6. You can have it repainted and decals are available at Cyclomondo. Youre looking at $200 for paint and $60 for decals. Then maybe a nice Shimano 6400 groupset which are still plentiful and cheap. Bear in mind that Europa are just a generic frame and have little value on the open market where the interest is in the hand made stuff from Australia or Italy. That said they were always a decent bike and it it has sentimental value to you, why not restore it and hang on to it.
  7. Not quite. John Abeni imported 'generic' frames from a big Italian factory called Technotrat. He then stickered them as either Europas or Abenis. There were only a handful of Sydney framebuilders ... Jim Bundy, Geoff Scott, Paul Blom, Ron Bates, Ron Bismire ...as well as selling frames under their own names, they sold their frames unbranded to all the Sydney shops. My dad had a Durban from Endeavour cycles Sutherland, I think it was built by Blom. I own a Lennie Rogers which is probably built by Bundy, a Laurie Rogers which is an imported generic Japanese frame, and a Blackman which was built by Ken Evans. Ken Evans like the other builders sold bikes under his own name, those ones have pantographing on them. The ones he built for Blackman and everyone else dont have that. In addition there were thousands of frames imported into Australia by bike shops from the Japanese firms, these frames usually start with serial number M for Miki or N for unknown Japanese builders.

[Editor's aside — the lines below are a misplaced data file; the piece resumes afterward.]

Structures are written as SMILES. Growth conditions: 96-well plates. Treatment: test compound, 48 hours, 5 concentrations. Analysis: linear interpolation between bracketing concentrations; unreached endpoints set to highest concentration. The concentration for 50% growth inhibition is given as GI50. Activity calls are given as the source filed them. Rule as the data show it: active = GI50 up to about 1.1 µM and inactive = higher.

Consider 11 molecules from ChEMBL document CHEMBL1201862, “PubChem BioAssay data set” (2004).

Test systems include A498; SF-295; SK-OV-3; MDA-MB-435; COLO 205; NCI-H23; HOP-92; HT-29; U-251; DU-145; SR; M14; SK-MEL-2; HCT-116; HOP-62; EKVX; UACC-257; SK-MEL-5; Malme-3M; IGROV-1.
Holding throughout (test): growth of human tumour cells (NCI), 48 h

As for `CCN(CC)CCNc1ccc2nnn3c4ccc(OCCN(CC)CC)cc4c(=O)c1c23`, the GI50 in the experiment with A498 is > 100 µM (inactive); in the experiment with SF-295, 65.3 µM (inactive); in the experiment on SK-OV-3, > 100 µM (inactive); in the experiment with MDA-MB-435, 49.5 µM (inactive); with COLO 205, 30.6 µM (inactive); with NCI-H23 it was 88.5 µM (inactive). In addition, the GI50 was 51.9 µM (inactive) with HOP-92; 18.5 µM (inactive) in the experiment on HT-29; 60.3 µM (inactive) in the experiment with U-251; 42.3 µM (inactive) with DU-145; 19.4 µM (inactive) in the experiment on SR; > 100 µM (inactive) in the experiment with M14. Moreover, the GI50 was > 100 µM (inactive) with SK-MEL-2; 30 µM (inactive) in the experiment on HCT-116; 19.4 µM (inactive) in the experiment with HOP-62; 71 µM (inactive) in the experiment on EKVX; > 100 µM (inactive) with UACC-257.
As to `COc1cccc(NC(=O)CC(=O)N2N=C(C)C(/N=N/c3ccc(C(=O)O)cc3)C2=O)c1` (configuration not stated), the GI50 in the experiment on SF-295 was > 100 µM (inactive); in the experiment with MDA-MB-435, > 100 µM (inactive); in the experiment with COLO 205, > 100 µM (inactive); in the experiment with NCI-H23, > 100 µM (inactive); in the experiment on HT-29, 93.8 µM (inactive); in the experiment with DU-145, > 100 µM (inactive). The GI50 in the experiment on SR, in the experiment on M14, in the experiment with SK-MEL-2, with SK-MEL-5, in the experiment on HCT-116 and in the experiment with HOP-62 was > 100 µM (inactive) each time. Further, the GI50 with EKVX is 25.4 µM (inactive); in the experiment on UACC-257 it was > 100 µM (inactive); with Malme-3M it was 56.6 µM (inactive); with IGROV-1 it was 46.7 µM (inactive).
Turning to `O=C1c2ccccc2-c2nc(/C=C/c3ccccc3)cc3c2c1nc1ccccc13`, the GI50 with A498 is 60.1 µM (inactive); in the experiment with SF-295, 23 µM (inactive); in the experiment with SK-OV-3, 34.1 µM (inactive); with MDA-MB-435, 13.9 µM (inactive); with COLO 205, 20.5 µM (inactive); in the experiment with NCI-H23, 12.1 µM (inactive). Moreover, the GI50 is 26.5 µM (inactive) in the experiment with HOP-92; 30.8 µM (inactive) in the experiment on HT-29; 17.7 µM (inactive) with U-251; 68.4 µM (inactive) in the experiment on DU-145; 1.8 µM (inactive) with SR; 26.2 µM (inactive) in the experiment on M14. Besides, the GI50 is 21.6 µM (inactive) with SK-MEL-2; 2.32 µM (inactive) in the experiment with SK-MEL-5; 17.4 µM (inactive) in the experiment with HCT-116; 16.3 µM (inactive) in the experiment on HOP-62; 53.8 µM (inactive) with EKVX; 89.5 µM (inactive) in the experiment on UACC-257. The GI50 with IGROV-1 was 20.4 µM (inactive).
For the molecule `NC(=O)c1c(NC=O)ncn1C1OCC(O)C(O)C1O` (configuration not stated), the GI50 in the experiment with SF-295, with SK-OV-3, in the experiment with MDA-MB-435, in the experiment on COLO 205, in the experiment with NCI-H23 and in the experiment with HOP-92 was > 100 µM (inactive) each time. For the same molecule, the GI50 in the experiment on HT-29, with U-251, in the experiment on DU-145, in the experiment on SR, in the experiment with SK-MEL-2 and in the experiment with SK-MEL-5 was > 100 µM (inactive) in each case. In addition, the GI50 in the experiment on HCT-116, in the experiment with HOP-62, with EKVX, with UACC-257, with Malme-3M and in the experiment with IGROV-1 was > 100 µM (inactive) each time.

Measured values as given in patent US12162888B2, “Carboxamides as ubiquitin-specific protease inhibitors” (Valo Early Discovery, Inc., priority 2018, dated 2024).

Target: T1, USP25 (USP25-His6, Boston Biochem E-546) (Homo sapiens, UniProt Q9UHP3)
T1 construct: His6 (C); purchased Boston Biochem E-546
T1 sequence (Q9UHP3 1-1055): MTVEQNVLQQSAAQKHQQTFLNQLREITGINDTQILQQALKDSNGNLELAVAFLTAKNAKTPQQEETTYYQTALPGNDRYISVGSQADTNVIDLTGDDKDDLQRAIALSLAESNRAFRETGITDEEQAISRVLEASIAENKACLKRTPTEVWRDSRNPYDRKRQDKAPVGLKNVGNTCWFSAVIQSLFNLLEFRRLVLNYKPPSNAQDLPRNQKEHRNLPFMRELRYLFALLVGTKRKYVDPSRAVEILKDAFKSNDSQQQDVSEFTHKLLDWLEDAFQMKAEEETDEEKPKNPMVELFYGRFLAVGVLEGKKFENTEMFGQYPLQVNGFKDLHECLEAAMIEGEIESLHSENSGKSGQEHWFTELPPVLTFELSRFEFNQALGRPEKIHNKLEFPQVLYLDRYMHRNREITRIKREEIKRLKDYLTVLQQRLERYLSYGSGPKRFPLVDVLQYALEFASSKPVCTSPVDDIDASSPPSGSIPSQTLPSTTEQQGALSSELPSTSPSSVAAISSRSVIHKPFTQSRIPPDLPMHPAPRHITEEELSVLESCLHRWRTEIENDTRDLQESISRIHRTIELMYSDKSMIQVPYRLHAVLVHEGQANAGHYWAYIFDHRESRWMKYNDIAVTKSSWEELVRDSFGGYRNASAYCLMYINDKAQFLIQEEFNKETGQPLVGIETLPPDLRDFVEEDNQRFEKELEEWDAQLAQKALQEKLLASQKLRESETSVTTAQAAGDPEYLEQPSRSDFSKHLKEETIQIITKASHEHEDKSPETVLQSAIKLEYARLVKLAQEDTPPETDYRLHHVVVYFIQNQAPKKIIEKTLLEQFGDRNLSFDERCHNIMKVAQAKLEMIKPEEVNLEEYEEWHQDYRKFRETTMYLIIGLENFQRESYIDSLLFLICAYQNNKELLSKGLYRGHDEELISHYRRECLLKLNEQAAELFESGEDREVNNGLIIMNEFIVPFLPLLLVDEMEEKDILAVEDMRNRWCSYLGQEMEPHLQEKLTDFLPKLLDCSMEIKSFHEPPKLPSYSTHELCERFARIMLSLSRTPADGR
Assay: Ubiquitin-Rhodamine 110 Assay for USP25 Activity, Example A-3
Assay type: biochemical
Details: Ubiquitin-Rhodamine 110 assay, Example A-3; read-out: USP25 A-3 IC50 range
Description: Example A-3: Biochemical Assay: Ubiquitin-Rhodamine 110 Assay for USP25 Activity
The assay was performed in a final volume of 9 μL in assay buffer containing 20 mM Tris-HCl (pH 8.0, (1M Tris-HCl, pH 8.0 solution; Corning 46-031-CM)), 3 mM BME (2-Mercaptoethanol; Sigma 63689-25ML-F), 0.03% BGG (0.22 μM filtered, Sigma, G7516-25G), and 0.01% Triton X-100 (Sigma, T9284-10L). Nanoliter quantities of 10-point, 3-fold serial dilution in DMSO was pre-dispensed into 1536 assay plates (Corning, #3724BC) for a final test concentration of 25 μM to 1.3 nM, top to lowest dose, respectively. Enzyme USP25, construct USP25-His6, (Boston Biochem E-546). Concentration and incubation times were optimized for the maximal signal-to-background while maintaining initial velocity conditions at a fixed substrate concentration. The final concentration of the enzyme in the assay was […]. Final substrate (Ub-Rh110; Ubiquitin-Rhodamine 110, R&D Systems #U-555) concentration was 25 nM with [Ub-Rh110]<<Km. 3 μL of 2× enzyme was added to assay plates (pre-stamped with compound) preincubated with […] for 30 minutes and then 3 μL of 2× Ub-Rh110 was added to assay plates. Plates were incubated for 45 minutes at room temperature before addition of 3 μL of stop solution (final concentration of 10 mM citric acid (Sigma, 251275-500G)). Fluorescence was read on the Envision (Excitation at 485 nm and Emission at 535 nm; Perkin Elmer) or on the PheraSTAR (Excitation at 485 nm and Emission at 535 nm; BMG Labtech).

8. Riding hard every time you sit your bum on the bike is the most common mistake. Your performance will get worse doing that. Go for 2 moderate hours 6 days a week. Actually, make that easy to moderate. The occasional short sharp effort is good.
  9. You need 11 speed rear wheel 11 speed cassette Rear mech shifters 10 and 11 speed chains share the same internal width, so 10 speed chainrings and front mech are fine
  10. In Brisbane ...... "Paint my Bike" www.paintmybike.com.au or Joe Cosgrove. He's on facebook or contact him at cycledesign.com.au
  11. Star Enamellers Bankstown Geoff Scott Camden Looking at around $250
  12. 1975 Flandria, Galli Criterium group, Galli wheels
  13. I also have 1981 Royal Star, Campag Gran Sport group, Fiamme wheels 1970's Pep Magni, Galli Criterium group, Arc-en-Ciel wheels 1987 Sekai, Japanese components (Suntour, Araya, DiaCompe, Nitto, SR, Kashimax) 1980s Lennie Rogers, Zeus group, Fiamme wheels 1989 Laurie Rogers, Suntour Superbe pro group, Wolber wheels 1975 Jim Bundy, Shimano Dura-Ace Gen 1 group, ? wheels 1988 Peter Bundy, Shimano 600 Tri-Colour group, Vuelta wheels 1970 Blom, Shimano 600EX group, Mavic MA40 wheels 1980s Viner track bike, Campag group, Campag Omega wheels there are others .... getting a bit out of control I know
  14. Faggin (italian) year unknown, Campag Chorus 8 speed
  15. Fausto Coppi, 1998, Campagnolo Athena/Chorus groupset (triple)